By Shayne Bair
A Richmond man is within one month of finishing the remodel on a house that predates the state of Utah itself.
Luke Bergeson acquired the property in October of 2014 and began the remodel. At more than 130 years old, it’s one of the oldest homes still standing in Richmond.
Based on tax records he found in the home’s basement, Bergeson estimates his house was built in the early to mid 1880s.
“When I first walked through the house, I knew this was it,” he said. “The windows have a killer view.”
He has stripped the walls and ceiling of the plaster that has been there more than 60 years, revealing the brick and woodwork beneath. He has also removed the shag carpet that was laid throughout the house, and plans to seal and preserve the original wood floors. All of this was done in addition to updating the ductwork, electrical and plumbing systems to a more efficient and modern design.
“We’ve tried to keep it as original as possible,” said Luke’s wife, Brooks.
Luke Bergeson works for Bergeson Construction, which is his father’s company.
“I’ve tried to get out of the building industry a couple of times, pursuing sales jobs and other opportunities,” Luke Bergeson said. “But I always find myself being drawn back into it.”
His father, Mark, founded the company in 1979, and said his son has been helping him since he was 14 years old. Mark Bergeson himself lives in a house that is nearly 100 years old, and it comes as no surprise to him his son has chosen to restore an old home.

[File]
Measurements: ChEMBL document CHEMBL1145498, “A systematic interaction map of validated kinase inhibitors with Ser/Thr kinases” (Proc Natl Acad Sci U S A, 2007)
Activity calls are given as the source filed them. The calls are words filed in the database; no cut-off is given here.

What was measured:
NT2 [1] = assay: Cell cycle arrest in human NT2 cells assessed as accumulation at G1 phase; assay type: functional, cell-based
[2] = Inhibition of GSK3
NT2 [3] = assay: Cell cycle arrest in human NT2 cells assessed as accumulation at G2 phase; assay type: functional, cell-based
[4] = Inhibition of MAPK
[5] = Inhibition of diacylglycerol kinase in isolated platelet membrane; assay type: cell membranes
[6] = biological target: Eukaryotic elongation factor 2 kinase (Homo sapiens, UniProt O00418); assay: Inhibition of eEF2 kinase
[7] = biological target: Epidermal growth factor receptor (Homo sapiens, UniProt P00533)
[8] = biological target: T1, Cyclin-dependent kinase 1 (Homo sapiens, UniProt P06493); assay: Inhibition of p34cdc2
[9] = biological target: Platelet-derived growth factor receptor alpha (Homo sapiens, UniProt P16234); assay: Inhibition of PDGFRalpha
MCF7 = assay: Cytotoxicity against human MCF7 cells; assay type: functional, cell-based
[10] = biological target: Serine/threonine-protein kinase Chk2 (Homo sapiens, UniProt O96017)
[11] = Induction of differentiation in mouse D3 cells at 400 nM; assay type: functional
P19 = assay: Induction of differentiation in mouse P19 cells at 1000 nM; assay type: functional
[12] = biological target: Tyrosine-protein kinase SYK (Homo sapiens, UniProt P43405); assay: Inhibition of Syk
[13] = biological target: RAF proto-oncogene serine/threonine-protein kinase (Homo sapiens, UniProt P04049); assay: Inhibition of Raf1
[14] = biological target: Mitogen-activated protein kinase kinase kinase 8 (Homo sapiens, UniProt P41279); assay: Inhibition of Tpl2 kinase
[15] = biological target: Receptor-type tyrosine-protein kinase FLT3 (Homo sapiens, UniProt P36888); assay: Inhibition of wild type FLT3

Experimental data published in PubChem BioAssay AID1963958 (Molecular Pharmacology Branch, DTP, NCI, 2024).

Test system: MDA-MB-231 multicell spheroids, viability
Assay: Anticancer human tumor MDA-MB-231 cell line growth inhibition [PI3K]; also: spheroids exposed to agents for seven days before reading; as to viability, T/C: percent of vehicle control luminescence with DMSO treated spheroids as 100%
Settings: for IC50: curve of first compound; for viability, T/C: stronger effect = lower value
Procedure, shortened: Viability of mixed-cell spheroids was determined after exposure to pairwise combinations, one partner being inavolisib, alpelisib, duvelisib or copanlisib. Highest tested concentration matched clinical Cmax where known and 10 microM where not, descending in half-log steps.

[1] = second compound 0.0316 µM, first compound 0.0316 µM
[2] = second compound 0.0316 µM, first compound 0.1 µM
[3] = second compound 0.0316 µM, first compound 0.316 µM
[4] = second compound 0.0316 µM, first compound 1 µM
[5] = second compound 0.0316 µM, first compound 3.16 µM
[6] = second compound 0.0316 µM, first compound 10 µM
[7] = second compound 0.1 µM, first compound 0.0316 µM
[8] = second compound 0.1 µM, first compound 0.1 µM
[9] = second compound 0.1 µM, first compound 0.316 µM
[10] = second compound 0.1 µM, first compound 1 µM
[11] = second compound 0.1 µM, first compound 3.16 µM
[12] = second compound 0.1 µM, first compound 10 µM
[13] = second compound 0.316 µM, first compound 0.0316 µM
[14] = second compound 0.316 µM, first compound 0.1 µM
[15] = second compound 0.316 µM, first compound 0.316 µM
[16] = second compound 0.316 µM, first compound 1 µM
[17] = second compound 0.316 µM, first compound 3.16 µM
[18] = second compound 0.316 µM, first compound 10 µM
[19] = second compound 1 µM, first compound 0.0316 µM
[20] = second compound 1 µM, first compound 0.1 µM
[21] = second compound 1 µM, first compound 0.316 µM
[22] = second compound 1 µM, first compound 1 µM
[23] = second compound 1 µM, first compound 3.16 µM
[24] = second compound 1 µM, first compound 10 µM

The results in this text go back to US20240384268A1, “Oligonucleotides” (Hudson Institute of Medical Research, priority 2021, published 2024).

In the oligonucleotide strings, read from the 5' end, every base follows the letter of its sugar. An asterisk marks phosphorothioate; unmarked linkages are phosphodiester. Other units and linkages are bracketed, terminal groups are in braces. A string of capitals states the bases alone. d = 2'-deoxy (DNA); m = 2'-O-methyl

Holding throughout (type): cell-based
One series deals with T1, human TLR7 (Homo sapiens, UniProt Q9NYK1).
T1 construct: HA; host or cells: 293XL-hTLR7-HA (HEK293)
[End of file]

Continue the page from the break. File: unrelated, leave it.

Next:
“He just likes old houses,” Mark Bergeson said. “And this was just a good deal in the right place, at the right time.”
Brent Webb, who sold the house to Luke Bergeson, said he is and happy with the progress. Webb does, however, feel a little remorse seeing the house he grew up in going through this renovation.
“Times are changing, you know, and Luke has changed it a little bit, making it newer and nicer,” Webb said. “But for the most part, he is keeping it the same.”
The Bergesons are living in the house now and are looking forward to restoring other portions of the property.
“Being in the building industry, it’s amazing to see how these old houses were built,” Luke Bergeson said. “It’s like finding a fossil that has never been touched.”
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